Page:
Backup is a relatively inexpensive way to prevent data loss, but it doesn’t ensure business continuity for operations. If downtime occurs, you still don’t have a way to avoid it; you avoid losing data during the server failure.
Also, restorations through this method have to be done manually and can be tedious to perform, requiring supervision. Due to the time that system backups and data restoration takes, backups are not considered the best option for businesses with large data volumes.
The Pros and Cons of Replication:
Replication is the process of copying and moving your business data from one storage system to another so that it can be quickly recovered in the event of a disaster. The main two ways that replication is achieved are through synchronous replication and asynchronous replication. With this solution, the system is designed with a worst-case scenario in mind to ensure a full-scale disaster recovery aspect.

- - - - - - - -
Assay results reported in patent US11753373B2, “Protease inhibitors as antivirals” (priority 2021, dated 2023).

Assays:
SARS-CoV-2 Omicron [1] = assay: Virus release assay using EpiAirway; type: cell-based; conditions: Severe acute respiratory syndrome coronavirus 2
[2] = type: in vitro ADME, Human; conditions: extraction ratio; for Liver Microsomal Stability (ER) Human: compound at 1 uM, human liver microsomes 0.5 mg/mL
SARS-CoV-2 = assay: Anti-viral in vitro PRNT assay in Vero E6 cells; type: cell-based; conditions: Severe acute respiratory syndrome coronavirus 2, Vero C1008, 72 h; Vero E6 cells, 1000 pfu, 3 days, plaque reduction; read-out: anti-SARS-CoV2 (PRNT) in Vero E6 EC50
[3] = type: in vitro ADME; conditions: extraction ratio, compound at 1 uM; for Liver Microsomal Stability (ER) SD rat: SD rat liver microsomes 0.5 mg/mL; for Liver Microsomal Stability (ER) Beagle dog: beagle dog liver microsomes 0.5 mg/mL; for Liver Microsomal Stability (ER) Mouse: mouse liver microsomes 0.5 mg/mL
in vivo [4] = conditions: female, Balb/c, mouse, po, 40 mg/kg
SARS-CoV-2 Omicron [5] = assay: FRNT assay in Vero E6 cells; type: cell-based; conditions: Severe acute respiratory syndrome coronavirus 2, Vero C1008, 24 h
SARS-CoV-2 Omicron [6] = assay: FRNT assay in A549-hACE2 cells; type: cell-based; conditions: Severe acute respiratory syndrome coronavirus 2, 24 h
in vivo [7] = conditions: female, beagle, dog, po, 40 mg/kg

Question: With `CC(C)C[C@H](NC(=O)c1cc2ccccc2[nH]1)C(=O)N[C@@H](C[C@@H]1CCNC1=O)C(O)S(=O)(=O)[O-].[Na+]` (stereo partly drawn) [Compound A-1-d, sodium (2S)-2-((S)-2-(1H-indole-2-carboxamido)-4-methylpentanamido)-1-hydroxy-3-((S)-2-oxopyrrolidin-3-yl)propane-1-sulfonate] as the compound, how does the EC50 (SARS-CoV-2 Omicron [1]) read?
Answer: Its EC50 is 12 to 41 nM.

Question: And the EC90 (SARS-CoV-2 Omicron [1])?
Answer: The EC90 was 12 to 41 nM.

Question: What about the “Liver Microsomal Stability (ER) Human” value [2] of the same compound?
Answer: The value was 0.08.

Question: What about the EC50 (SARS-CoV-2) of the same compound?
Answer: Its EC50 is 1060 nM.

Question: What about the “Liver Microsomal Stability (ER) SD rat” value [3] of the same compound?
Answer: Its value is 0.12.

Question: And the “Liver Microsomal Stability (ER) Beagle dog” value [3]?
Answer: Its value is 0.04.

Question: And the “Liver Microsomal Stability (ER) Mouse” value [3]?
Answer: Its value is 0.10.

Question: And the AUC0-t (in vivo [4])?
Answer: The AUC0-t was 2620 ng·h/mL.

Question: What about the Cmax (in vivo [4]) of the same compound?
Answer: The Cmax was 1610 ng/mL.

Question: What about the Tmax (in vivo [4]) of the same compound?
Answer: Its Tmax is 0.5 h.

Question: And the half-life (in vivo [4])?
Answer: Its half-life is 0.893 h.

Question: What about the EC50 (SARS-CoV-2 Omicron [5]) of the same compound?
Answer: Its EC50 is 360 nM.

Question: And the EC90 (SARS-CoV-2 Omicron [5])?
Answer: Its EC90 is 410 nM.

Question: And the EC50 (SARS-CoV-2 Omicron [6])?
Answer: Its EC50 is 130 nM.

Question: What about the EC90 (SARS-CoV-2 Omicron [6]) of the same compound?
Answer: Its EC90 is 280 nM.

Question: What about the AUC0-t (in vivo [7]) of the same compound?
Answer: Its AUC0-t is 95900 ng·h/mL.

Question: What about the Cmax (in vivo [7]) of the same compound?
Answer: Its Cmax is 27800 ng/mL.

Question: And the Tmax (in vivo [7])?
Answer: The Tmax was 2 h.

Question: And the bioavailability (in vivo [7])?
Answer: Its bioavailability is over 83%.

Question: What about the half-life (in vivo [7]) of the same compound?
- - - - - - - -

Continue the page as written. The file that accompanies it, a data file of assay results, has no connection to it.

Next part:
During synchronous replication, when data is saved on the primary system, the copy is overridden immediately with the new data so that there is no downtime between the point of saving and the redundancy being updated.
During asynchronous replication, your data is saved to your primary storage first with a slight delay before it copies over your backup data. This form of replication also uses snapshots, which are point and time saves of your data in case you need to restore your company data to a very specific time before a disaster or system malfunction.
Pros of Replication